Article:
SDN: What motivated you to run for attorney general?
MD: We face significant challenges and tough issues as a state and as a nation, and when I look at the chaos and dysfunction at the federal level I look at the role the attorney general can play here in Colorado when it comes to protecting our environment, preserving public safety and ensuring transparency in government.
Those issues are so important to me, and the attorney general has to be absolutely committed to doing the right thing every day. Keeping politics out of it and just doing the right thing.
It's about more than just talking about resistance (to the federal government). Because the taxpayers of Colorado don't want someone who's just going to file lawsuits that we lose over and over again with the federal government. It's about picking and choosing our battles and fighting the ones that we need to fight — and winning them.
SDN: What are some of those most important fights?
MD: Right now in the coming fight category I would say are the comments we hear out of the federal government about our national parks and our public lands. I would strongly oppose those being transferred to the state or local communities without any funding system. So I would like to keep those as federal lands protected for all people, not just Coloradans but also the people that visit our great state. So that's one area that I'm particularly concerned about.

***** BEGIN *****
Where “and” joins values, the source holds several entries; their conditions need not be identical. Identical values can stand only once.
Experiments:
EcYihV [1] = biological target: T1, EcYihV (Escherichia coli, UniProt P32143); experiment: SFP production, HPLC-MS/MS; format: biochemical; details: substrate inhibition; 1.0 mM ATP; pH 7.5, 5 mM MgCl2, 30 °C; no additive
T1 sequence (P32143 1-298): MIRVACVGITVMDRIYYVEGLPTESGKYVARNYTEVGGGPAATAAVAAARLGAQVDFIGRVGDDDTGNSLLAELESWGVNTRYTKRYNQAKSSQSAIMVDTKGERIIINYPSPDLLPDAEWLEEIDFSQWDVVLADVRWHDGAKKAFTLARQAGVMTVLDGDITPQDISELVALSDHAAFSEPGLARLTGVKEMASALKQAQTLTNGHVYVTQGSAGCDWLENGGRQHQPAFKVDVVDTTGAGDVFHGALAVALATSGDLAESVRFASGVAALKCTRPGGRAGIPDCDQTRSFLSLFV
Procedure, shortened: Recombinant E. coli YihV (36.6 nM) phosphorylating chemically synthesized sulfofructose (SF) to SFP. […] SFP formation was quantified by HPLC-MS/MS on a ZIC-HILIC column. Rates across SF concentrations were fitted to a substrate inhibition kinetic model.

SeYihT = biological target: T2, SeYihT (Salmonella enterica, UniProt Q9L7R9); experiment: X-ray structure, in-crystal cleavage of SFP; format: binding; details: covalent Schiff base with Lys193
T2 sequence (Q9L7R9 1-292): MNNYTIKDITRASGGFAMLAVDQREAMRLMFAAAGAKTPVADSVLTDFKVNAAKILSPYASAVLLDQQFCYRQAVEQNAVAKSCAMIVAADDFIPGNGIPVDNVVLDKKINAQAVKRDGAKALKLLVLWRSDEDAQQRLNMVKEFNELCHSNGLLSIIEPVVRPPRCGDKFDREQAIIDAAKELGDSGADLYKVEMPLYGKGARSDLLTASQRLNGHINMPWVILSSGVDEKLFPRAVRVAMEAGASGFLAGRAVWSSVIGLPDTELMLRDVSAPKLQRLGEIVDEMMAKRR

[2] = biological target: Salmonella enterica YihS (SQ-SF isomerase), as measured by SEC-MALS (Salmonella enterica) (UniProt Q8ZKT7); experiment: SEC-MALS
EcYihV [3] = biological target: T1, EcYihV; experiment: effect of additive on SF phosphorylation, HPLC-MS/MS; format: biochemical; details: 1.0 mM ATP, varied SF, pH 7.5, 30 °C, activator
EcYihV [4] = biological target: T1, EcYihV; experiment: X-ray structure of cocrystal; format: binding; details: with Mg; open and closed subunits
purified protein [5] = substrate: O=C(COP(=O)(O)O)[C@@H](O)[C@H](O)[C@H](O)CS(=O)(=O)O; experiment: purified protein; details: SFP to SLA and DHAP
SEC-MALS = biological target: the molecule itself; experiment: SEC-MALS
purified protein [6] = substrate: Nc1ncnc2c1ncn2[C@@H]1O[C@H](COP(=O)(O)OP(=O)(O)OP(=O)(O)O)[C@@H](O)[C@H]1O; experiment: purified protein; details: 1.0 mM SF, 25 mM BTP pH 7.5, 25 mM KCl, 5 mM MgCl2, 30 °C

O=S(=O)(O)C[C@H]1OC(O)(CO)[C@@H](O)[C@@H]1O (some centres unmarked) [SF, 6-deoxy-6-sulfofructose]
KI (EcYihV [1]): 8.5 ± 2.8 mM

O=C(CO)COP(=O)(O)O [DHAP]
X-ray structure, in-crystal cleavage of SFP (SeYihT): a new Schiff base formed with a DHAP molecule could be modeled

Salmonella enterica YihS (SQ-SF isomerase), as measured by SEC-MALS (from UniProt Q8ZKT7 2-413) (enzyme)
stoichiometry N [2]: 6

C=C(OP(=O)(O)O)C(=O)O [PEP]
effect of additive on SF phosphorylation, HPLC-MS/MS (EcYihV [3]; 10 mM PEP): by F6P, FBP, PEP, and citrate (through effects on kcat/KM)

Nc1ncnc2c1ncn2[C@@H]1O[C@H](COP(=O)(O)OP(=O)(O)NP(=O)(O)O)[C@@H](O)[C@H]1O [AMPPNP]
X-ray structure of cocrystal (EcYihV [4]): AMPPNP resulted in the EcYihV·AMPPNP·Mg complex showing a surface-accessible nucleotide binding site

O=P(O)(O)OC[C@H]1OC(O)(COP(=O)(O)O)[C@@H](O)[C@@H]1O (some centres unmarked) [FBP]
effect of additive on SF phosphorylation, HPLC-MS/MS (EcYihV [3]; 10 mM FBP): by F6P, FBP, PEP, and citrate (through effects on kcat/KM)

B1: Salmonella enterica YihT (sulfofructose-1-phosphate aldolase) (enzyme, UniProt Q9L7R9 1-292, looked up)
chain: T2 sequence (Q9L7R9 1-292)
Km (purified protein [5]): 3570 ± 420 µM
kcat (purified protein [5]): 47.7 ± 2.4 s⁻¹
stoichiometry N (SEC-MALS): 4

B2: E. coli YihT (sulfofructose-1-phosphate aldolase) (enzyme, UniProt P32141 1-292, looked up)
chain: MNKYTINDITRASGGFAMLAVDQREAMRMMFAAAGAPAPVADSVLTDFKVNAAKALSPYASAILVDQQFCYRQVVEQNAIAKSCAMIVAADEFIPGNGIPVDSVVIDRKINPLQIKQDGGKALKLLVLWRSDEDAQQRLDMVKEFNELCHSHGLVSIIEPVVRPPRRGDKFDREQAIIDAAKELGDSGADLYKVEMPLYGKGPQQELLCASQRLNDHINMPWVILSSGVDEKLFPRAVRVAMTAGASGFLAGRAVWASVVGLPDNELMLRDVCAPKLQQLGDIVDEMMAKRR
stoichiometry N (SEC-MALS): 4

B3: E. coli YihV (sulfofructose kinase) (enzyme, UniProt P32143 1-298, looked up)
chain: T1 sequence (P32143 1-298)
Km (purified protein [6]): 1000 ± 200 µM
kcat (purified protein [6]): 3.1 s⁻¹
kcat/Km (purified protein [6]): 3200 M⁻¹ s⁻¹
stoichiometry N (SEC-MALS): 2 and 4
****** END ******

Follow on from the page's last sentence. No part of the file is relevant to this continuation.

SDN: What are some of the biggest issues facing Colorado's criminal justice system and what would you do to address them?
MD: The statistic I look at the most and that calls for criminal justice reform in Colorado is that within three years of an inmate's release from prison in Colorado, 48 percent are returning to prison.
So 48 percent of everyone that goes to state prison is back within three years. We cannot point to that number and call our criminal justice system a success. That's far too high in my mind, and it's an area we can and should work on.
We should have more prevention programs and more treatment programs in place so that people who are struggling with drug addiction can break the cycle and get out of it before they end up in the criminal justice system.